- Hardcover: 144 pages
- Publisher: Oxford University Press; 1st edition (September 26, 2012)
- Language: English
- ISBN-10: 0199919755
- ISBN-13: 978-0199919758
- Product Dimensions: 8.4 x 0.7 x 5.8 inches
- Shipping Weight: 10.2 ounces (View shipping rates and policies)
- Average Customer Review: 228 customer reviews
- Amazon Best Sellers Rank: #57,118 in Books (See Top 100 in Books)
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Mind & Cosmos: Why the Materialist Neo-Darwinian Conception of Nature is Almost Certainly False 1st Edition
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"If evolutionary biology redraws its boundaries as this book says it must, then the dialogue between theology and science will be considerably altered." --Anglican Theological Review
"[This] troublemaking book has sparked the most exciting disputation in many years... I like Nagel's mind and I like Nagel's cosmos. He thinks strictly but not imperiously, and in grateful view of the full tremendousness of existence." -- Leon Wieseltier, The New Republic
"A sharp, lucidly argued challenge to today's scientific worldview." -- Jim Holt, The Wall Street Journal
"Starts with a boldly discerning look at that strange creature, mankind, and comes to some remarkable speculations about who we are and what our place is in the universe... The very beauty of Nagel's theory - its power to inspire imagination - counts in its favor." -- Richard Brody, The New Yorker
"An intense philosophical takedown of Neo-Darwinism and scientific materialism. It's a brave and contrarian book. Reminds me of Wittgenstein's remark: 'Even if all our scientific questions are answered, our problem is still not touched at all.'" -- E.L. Doctorow, The New York Times Book Review
"Nagel's arguments against reductionism should give those who are in search of a reductionist physical 'theory of everything' pause for thought... The book serves as a challenging invitation to ponder the limits of science and as a reminder of the astonishing puzzle of consciousness." -- Science
"Mind and Cosmos, weighing in at 128 closely argued pages, is hardly a barn-burning polemic. But in his cool style Mr. Nagel extends his ideas about consciousness into a sweeping critique of the modern scientific worldview." -- The New York Times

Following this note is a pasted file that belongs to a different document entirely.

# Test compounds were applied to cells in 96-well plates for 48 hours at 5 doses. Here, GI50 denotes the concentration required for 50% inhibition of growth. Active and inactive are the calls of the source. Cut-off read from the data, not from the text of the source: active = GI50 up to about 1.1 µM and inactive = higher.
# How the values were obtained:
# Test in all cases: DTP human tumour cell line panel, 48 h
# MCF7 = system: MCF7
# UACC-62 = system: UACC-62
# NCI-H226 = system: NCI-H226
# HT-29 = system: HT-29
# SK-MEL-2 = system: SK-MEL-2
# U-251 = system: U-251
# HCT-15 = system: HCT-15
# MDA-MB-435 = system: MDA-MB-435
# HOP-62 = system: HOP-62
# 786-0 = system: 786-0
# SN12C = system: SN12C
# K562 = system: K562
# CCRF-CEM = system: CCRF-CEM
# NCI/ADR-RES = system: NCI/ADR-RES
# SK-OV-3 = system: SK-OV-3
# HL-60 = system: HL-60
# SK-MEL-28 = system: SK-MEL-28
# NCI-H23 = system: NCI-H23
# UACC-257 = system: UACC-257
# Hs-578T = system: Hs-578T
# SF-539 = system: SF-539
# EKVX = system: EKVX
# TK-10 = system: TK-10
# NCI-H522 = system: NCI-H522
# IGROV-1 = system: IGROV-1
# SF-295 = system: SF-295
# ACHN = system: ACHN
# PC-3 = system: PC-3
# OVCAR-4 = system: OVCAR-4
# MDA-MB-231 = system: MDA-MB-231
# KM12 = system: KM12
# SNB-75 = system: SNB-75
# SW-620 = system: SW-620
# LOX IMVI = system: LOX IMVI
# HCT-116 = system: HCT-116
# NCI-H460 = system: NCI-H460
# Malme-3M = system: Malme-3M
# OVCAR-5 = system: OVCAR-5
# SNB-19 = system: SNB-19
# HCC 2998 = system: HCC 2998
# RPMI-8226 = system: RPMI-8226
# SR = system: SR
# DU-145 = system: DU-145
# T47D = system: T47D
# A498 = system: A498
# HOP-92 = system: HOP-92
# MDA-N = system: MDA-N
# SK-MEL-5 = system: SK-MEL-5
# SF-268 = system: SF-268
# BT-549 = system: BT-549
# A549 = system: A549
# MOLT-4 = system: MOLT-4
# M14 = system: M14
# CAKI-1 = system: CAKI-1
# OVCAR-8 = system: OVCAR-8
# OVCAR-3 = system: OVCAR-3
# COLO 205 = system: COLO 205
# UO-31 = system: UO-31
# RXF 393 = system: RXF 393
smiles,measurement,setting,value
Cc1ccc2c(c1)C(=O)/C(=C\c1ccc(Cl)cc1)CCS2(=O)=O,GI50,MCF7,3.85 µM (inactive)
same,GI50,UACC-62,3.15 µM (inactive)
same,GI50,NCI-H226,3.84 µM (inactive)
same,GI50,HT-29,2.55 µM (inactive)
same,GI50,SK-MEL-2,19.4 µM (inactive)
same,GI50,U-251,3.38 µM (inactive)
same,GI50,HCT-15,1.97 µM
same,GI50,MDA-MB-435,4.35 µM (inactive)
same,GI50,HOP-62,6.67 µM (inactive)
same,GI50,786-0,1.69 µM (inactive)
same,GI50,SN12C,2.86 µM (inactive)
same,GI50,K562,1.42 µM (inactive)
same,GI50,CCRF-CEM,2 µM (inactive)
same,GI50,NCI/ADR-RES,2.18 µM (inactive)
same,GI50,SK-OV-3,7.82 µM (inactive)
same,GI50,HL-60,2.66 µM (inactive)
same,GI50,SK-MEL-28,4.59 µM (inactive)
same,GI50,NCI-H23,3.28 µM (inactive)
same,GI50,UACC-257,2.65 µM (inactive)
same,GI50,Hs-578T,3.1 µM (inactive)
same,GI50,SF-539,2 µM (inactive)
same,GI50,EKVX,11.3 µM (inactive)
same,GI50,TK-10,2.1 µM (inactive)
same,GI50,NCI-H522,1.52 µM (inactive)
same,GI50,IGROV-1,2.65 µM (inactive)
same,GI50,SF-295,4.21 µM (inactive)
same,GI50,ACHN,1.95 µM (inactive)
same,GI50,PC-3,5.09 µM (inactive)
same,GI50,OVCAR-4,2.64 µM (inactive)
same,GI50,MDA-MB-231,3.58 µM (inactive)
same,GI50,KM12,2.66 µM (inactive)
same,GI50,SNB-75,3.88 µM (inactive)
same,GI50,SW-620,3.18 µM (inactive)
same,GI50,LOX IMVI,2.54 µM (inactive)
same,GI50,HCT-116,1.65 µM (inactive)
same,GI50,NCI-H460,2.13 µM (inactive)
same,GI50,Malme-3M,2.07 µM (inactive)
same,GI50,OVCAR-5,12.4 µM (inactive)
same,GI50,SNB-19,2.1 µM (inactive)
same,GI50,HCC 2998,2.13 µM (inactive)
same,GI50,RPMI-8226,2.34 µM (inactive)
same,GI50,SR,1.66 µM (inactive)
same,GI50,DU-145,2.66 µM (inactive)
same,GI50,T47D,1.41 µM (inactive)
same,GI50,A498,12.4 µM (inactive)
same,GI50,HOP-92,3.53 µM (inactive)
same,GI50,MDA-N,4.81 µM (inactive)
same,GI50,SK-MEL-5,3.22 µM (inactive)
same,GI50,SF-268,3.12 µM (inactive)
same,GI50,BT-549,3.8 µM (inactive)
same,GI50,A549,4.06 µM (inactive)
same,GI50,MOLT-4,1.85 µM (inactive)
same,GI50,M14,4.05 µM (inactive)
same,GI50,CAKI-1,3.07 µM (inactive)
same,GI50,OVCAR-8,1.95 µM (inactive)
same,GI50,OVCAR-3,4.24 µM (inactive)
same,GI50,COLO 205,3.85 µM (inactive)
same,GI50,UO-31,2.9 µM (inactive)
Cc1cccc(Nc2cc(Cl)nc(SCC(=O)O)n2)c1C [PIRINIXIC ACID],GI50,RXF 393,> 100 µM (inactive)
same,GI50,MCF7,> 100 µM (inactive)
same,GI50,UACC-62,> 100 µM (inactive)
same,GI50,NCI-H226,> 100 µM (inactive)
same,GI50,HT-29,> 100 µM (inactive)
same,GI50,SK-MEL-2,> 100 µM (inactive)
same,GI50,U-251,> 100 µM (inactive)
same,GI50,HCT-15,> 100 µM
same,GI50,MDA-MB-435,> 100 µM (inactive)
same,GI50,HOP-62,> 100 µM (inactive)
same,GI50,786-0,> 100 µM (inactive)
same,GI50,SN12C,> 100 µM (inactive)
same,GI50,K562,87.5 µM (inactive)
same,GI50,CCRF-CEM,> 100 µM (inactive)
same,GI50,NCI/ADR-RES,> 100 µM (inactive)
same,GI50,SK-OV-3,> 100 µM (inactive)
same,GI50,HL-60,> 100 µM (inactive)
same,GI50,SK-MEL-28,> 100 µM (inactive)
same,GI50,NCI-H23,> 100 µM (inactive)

"His important new book is a brief but powerful assault on materialist naturalism... [Nagel has] performed an important service with his withering critical examination of some of the most common and oppressive dogmas of our age." -- The New Republic
"[This] short, tightly argued, exacting new book is a work of considerable courage and importance." -- National Review
" Provocative... Reflects the efforts of a fiercely independent mind." -- H. Allen Orr, The New York Review of Books
"[Nagel] is an avowed nonbeliever, but regularly enrages the New Atheist crowd because he is determined to leave open a space... for the incomprehensible, for the numinous... and writes very honestly about that." -- James Wood
"This short book is packed like a neutron star. I found myself underlining so much that I had to highlight some underlining with further underlining and flag up this underlining in turn. Mind and Cosmos is a brave intervention." -- Raymond Tallis, The New Atlantis
"Challenging and intentionally disruptive... Unless one is a scientific Whig, one must strongly suspect that something someday will indeed succeed [contemporary science]. Nagel's Mind and Cosmos does not build a road to that destination, but it is much to have gestured toward a gap in the hills through which a road might someday run." -- The Los Angeles Review of Books
"A model of carefulness, sobriety and reason... Reading Nagel feels like opening the door on to a tidy, sunny room that you didn't know existed." -- The Guardian
"Fascinating... [A] call for revolution." -- Alva Noe, NPR's 13.7
"The book's wider questions -- its awe-inspiring questions -- turn outward to address the uncanny cognizability of the universe around us.... He's simply doing the old-fashioned Socratic work of gadfly, probing for gaps in what science thinks it knows." -- Louis B. Jones, The Threepenny Review
"[Attacks] the hidden hypocrisies of many reductionists, secularists, and those who wish to have it both ways on religious modes of thinking ... Fully recognizes the absurdities (my word, not his) of dualism, and thinks them through carefully and honestly."--Tyler Cowen, Marginal Revolution
"Mind and Cosmos is a mind-provoking, challenging, and enjoying read which carries the mark of Nagel's unique blend of originality, elegance, and intellectual honesty." --Philosophical Psychology